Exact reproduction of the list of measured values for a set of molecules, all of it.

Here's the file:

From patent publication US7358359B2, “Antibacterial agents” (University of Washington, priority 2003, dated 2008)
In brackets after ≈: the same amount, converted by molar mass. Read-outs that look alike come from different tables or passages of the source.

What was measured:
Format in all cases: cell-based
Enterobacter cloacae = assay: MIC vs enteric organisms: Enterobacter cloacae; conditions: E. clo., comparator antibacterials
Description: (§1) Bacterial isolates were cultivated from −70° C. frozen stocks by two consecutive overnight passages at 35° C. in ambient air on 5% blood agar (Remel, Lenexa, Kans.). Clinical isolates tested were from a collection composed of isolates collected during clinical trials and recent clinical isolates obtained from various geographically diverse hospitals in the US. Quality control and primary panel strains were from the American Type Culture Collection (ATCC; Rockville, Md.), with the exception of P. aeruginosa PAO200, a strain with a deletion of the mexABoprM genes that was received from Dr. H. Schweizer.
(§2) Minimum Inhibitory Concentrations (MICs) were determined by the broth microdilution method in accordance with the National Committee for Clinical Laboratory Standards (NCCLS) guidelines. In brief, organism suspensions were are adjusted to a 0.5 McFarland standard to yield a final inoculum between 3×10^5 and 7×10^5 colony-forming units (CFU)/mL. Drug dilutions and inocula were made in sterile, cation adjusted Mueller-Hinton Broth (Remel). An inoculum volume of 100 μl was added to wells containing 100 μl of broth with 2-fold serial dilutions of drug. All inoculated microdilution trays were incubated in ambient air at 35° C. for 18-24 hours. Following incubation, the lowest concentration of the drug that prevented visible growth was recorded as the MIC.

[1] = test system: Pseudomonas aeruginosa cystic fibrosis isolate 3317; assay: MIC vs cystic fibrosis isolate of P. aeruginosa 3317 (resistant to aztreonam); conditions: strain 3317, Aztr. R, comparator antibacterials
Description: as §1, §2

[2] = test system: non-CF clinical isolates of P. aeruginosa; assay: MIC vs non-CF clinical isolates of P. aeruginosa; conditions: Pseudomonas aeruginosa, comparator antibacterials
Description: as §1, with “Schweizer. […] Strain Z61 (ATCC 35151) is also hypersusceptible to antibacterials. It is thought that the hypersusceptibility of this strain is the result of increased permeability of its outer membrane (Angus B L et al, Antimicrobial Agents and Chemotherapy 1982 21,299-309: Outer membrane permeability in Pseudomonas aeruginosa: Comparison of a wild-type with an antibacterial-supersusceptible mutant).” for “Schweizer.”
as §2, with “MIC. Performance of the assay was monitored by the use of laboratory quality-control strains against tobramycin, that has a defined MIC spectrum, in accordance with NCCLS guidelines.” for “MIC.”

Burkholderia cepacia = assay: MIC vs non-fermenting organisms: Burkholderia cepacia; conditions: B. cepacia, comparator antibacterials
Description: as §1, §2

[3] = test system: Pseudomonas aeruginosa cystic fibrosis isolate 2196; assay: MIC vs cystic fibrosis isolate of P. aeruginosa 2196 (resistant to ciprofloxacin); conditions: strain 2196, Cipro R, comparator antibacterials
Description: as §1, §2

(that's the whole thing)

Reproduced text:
From patent publication US7358359B2, “Antibacterial agents” (University of Washington, priority 2003, dated 2008)
In brackets after ≈: the same amount, converted by molar mass. Read-outs that look alike come from different tables or passages of the source.

What was measured:
Format in all cases: cell-based
Enterobacter cloacae = assay: MIC vs enteric organisms: Enterobacter cloacae; conditions: E. clo., comparator antibacterials
Description: (§1) Bacterial isolates were cultivated from −70° C. frozen stocks by two consecutive overnight passages at 35° C. in ambient air on 5% blood agar (Remel, Lenexa, Kans.). Clinical isolates tested were from a collection composed of isolates collected during clinical trials and recent clinical isolates obtained from various geographically diverse hospitals in the US. Quality control and primary panel strains were from the American Type Culture Collection (ATCC; Rockville, Md.), with the exception of P. aeruginosa PAO200, a strain with a deletion of the mexABoprM genes that was received from Dr. H. Schweizer.
(§2) Minimum Inhibitory Concentrations (MICs) were determined by the broth microdilution method in accordance with the National Committee for Clinical Laboratory Standards (NCCLS) guidelines. In brief, organism suspensions were are adjusted to a 0.5 McFarland standard to yield a final inoculum between 3×10^5 and 7×10^5 colony-forming units (CFU)/mL. Drug dilutions and inocula were made in sterile, cation adjusted Mueller-Hinton Broth (Remel). An inoculum volume of 100 μl was added to wells containing 100 μl of broth with 2-fold serial dilutions of drug. All inoculated microdilution trays were incubated in ambient air at 35° C. for 18-24 hours. Following incubation, the lowest concentration of the drug that prevented visible growth was recorded as the MIC.

[1] = test system: Pseudomonas aeruginosa cystic fibrosis isolate 3317; assay: MIC vs cystic fibrosis isolate of P. aeruginosa 3317 (resistant to aztreonam); conditions: strain 3317, Aztr. R, comparator antibacterials
Description: as §1, §2

[2] = test system: non-CF clinical isolates of P. aeruginosa; assay: MIC vs non-CF clinical isolates of P. aeruginosa; conditions: Pseudomonas aeruginosa, comparator antibacterials
Description: as §1, with “Schweizer. […] Strain Z61 (ATCC 35151) is also hypersusceptible to antibacterials. It is thought that the hypersusceptibility of this strain is the result of increased permeability of its outer membrane (Angus B L et al, Antimicrobial Agents and Chemotherapy 1982 21,299-309: Outer membrane permeability in Pseudomonas aeruginosa: Comparison of a wild-type with an antibacterial-supersusceptible mutant).” for “Schweizer.”
as §2, with “MIC. Performance of the assay was monitored by the use of laboratory quality-control strains against tobramycin, that has a defined MIC spectrum, in accordance with NCCLS guidelines.” for “MIC.”

Burkholderia cepacia = assay: MIC vs non-fermenting organisms: Burkholderia cepacia; conditions: B. cepacia, comparator antibacterials
Description: as §1, §2

[3] = test system: Pseudomonas aeruginosa cystic fibrosis isolate 2196; assay: MIC vs cystic fibrosis isolate of P. aeruginosa 2196 (resistant to ciprofloxacin); conditions: strain 2196, Cipro R, comparator antibacterials
Description: as §1, §2